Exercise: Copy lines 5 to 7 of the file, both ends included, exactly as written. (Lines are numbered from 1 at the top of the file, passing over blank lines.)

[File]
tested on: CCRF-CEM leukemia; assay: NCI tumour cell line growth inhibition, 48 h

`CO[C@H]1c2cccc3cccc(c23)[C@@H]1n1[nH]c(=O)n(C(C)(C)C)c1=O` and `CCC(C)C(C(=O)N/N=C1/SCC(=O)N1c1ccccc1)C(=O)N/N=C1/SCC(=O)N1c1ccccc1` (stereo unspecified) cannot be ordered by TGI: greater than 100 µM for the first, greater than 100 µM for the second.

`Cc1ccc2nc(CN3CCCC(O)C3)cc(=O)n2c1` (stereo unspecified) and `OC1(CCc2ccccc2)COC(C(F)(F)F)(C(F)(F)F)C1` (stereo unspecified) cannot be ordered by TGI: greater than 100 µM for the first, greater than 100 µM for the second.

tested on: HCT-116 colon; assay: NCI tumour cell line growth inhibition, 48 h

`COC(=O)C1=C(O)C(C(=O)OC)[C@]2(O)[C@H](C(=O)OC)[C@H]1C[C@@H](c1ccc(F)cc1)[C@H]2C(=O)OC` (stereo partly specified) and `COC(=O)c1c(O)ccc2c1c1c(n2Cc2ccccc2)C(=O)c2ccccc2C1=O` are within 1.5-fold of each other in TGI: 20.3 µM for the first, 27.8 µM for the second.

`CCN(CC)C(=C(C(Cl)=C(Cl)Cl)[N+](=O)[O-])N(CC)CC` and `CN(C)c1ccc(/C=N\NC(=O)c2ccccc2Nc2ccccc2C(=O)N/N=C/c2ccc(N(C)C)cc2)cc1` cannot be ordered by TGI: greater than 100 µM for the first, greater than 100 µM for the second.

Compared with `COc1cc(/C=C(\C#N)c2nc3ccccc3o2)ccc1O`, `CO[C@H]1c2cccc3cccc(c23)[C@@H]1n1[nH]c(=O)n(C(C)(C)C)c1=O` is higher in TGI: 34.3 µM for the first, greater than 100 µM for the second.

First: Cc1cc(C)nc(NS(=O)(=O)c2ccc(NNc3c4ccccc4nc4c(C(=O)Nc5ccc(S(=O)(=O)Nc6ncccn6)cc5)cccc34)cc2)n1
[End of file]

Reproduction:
`COC(=O)C1=C(O)C(C(=O)OC)[C@]2(O)[C@H](C(=O)OC)[C@H]1C[C@@H](c1ccc(F)cc1)[C@H]2C(=O)OC` (stereo partly specified) and `COC(=O)c1c(O)ccc2c1c1c(n2Cc2ccccc2)C(=O)c2ccccc2C1=O` are within 1.5-fold of each other in TGI: 20.3 µM for the first, 27.8 µM for the second.

`CCN(CC)C(=C(C(Cl)=C(Cl)Cl)[N+](=O)[O-])N(CC)CC` and `CN(C)c1ccc(/C=N\NC(=O)c2ccccc2Nc2ccccc2C(=O)N/N=C/c2ccc(N(C)C)cc2)cc1` cannot be ordered by TGI: greater than 100 µM for the first, greater than 100 µM for the second.

Compared with `COc1cc(/C=C(\C#N)c2nc3ccccc3o2)ccc1O`, `CO[C@H]1c2cccc3cccc(c23)[C@@H]1n1[nH]c(=O)n(C(C)(C)C)c1=O` is higher in TGI: 34.3 µM for the first, greater than 100 µM for the second.